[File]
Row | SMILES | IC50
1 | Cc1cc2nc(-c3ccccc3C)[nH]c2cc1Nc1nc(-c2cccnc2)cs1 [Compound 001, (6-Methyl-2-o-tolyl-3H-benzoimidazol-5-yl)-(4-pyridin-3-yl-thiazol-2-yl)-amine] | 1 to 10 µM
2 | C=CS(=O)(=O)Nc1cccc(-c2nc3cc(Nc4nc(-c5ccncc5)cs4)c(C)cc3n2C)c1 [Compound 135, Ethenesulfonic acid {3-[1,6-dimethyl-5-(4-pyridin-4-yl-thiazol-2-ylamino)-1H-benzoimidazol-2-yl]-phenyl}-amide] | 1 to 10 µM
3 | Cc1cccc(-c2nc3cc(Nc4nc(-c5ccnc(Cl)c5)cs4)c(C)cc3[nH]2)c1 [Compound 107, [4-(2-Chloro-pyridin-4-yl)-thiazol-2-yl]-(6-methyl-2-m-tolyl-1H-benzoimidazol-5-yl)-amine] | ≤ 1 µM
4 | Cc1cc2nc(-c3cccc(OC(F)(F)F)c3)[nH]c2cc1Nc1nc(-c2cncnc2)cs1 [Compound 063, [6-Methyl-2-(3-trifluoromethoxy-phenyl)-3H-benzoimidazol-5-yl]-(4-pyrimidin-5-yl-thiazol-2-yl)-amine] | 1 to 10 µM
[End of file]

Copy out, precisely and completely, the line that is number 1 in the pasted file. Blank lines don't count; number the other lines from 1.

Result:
Row | SMILES | IC50